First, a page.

Friday, August 24, 2007

"notes to Netflix" gets a nod from Northborough Netflix

Awhile back, Miss Plum started putting sticky notes on their Netflix returns, and posting photos of the "notes to Netflix" on Flickr. The notes generated a small bit of controversy, because some thought the folks working at Netflix wouldn't want to be bothered. But in the Netflix distribution center in Northborough, Massachusetts, they feel differently:

Even as Cotto and her colleagues are tearing through hundreds of returned DVDs, they take moments to read the angry notes ("This doesn't play - defective!") or occasional rave reviews ("Very funny movie, check it out!") that customers scribble on the paper sleeves.

"We like that," said Cotto, 40, of Worcester. "Sometimes, we do watch them." The notes are forwarded to customer service headquarters in Hillsboro, Ore.

That's good to know.

The rest of the August 23 article, The vast picture show, in a warehouse near you (the Boston Globe), is a good read, and it has an interesting photo gallery of behind the scenes at Netflix.

Hat tip: HackingNetflix

Reed's blog

Reed Hastings, CEO of Netflix, Inc., has joined the Blogosphere, using none other than Blogger and Blogspot, just like one of us.

His Blogger profile is pretty plain at the moment, but his "My Web page" link goes to, guess where, Is that cute, or what?

He's allowing you to comment, but no email at the moment.

I feel like I could give him a hug.

Via HackingNetflix

Wednesday, August 08, 2007

What do three stars mean?

According to Netflix, three stars is neutral. I rate most movies on Netflix at three stars. I think it means the movie was OK, but not great, not bad, and still worth a look. I feel like I give every movie a three, so I decided to graph my ratings to see if I really do. The result is a kind of bell curve, I reckon. The data consists of just the 150 movies I've seen so far this year.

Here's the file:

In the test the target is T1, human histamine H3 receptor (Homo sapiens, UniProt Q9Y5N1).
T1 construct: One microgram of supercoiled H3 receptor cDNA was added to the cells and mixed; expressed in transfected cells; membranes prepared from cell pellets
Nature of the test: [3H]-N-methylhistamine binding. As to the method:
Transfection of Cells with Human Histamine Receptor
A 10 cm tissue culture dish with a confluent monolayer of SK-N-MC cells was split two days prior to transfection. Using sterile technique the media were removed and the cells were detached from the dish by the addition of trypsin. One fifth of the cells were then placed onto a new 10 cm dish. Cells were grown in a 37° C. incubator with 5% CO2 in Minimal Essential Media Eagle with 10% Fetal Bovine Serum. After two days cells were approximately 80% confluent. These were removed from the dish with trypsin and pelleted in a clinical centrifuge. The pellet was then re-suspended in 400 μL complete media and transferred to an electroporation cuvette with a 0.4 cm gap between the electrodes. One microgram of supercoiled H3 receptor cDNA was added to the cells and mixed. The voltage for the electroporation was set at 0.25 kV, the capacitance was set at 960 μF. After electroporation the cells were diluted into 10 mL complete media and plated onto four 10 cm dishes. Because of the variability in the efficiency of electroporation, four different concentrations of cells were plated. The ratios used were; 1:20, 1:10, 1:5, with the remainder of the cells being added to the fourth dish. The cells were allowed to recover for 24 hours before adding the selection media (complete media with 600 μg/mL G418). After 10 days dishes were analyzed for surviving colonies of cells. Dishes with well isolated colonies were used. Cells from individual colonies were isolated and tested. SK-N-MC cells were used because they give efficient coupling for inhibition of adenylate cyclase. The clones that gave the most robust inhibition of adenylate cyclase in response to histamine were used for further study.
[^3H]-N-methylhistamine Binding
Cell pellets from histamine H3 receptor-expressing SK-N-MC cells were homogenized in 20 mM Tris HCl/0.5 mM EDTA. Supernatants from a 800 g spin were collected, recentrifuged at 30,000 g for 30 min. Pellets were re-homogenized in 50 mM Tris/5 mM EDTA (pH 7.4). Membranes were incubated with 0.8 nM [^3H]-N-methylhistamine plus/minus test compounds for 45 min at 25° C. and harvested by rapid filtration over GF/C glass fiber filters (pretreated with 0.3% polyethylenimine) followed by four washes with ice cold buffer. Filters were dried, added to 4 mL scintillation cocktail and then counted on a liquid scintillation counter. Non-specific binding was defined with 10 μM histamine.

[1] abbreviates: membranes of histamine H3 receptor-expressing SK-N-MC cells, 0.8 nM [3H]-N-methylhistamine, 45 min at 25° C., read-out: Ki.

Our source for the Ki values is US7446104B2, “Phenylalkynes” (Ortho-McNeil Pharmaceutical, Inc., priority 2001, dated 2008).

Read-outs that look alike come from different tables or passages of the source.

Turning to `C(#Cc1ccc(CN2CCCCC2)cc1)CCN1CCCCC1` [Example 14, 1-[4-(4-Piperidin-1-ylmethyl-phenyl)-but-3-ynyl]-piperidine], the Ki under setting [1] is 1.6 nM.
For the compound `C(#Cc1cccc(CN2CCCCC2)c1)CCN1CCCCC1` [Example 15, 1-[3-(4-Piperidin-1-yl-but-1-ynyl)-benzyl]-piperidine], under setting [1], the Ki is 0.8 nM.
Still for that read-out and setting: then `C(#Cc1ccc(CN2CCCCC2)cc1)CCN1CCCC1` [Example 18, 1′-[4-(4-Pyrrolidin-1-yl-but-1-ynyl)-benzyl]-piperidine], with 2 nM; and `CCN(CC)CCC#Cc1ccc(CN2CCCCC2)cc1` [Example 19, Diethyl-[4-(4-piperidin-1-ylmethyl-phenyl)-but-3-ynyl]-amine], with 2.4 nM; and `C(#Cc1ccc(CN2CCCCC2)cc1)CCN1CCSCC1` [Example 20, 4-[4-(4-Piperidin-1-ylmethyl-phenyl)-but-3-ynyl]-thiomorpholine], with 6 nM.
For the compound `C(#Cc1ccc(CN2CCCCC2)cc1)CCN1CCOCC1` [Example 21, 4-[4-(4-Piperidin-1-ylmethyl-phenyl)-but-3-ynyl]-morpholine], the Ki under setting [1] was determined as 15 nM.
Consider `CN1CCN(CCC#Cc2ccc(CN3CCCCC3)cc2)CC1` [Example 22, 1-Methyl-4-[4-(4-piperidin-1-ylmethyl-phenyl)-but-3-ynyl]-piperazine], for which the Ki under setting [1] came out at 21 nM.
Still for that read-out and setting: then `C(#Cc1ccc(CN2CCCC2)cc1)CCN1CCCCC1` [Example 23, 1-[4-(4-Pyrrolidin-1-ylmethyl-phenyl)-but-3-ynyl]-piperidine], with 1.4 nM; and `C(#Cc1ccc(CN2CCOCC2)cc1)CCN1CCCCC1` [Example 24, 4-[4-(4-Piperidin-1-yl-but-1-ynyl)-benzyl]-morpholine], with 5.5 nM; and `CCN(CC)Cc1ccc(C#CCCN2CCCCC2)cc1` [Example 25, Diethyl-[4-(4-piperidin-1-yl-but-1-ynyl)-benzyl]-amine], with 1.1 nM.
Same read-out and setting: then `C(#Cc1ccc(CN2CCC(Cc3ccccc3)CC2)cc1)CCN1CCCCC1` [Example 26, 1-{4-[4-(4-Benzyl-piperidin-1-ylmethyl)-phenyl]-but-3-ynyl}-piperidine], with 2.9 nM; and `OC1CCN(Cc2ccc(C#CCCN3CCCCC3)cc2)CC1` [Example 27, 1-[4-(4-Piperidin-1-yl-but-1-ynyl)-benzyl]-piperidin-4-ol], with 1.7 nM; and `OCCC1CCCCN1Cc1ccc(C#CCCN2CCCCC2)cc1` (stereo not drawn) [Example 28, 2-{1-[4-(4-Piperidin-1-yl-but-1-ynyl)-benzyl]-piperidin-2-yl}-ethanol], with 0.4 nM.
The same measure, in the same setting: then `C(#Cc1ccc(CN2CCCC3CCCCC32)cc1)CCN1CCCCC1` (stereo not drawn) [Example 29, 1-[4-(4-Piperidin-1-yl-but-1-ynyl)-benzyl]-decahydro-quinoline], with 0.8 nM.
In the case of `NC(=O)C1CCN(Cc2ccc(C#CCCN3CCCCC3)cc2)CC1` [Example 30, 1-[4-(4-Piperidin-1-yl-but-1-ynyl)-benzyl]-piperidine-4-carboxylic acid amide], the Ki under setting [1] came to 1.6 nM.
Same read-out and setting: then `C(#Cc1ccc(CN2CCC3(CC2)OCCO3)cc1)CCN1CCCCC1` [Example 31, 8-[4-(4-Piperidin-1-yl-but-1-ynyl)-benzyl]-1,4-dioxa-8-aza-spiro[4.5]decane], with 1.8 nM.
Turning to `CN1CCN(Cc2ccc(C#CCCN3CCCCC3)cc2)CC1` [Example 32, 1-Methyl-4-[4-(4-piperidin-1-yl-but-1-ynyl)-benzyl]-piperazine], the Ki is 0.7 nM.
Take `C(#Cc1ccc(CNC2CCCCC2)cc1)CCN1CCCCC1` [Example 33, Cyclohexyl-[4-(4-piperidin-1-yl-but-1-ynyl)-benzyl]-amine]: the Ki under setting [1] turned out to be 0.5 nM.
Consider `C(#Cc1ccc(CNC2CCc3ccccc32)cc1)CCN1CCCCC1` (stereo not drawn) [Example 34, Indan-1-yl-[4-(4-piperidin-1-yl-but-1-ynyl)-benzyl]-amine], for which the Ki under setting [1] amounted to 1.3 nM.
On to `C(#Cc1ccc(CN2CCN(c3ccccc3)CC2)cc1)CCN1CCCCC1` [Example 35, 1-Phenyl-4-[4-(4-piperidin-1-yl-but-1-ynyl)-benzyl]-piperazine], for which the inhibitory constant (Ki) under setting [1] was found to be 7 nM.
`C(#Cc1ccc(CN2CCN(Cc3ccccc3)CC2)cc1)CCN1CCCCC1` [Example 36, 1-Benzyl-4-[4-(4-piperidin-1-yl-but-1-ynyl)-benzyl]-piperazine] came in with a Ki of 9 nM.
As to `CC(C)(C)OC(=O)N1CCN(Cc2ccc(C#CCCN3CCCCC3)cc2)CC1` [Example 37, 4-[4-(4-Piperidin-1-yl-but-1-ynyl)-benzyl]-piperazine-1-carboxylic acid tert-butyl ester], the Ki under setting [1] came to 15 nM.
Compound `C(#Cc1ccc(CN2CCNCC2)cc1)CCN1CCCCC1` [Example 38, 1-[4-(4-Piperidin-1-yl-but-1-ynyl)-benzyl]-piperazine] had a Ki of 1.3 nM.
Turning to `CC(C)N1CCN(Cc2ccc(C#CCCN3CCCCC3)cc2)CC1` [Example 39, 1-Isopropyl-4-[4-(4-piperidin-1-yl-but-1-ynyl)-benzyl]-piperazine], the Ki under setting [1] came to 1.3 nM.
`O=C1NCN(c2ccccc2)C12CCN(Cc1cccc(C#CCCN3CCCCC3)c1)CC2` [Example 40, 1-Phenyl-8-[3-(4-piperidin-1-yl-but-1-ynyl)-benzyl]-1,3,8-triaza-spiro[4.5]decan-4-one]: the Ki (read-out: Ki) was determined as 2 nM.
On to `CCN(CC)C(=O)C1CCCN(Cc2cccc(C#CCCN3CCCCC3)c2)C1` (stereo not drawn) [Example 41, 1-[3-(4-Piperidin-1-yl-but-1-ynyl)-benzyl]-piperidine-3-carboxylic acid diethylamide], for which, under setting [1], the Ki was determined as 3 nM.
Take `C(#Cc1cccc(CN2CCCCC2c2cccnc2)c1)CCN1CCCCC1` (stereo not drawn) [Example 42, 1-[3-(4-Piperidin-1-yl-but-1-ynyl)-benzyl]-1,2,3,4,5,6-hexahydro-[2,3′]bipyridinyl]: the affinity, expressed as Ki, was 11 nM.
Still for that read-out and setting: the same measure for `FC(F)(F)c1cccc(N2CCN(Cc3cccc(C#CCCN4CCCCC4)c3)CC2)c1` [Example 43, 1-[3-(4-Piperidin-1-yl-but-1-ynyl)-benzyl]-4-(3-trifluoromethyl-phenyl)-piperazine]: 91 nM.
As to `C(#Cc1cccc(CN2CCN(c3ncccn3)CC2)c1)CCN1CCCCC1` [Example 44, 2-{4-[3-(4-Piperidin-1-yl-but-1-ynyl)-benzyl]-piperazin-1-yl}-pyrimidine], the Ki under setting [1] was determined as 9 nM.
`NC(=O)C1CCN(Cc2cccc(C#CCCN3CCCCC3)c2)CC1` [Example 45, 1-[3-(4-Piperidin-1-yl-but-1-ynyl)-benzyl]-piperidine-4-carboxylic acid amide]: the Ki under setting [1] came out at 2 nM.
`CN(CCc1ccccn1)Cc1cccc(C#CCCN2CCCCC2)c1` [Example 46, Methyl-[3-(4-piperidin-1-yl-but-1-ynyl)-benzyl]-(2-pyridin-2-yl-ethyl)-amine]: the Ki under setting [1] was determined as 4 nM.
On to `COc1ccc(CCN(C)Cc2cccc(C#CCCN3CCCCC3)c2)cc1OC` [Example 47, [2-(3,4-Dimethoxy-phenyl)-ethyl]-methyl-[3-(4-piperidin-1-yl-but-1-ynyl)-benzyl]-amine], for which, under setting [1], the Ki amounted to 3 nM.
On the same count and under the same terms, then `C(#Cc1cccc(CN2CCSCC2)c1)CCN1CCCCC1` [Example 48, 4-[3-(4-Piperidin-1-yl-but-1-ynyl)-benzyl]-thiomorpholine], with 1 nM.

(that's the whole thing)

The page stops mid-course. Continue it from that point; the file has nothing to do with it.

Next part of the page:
Thursday, August 02, 2007

Progress report on the 1001 Movies

It's been three months since I last reported on my quest to see all of the titles in Stephen Jay Schneider's book, 1001 Movies You Must See Before You Die, the 2002 edition. I started in 2004, having seen about 200 of them, and now I have seen 978.

Netflix sent me 595 of them.

Of the 23 remaining, eight are in my Netflix Queue. I have three from Netflix at home. I bought two on eBay. One I have to rent at the video store. One I have to watch at the UNC Chapel Hill library. The final eight are unavailable on home video, or if available, in a foreign language without English subtitles.

I'm going through the book in chronological order, and I just finished the decade of the Nineties.

If you're working on the same list, please let me know how far along you are. I haven't heard of anyone who has completed the list yet. You can track, share, and compare your progress on the fourth edition (2006) of the book at Lists of bests.

For low-budget filmmakers

Dependent Films is an "Illinois Based Independent Film Company" which has very helpfully posted a bunch of Tools & Utilities for filmmakers on their Website, like script formatting templates, sample contracts, agreements, and forms you need if you're making a movie.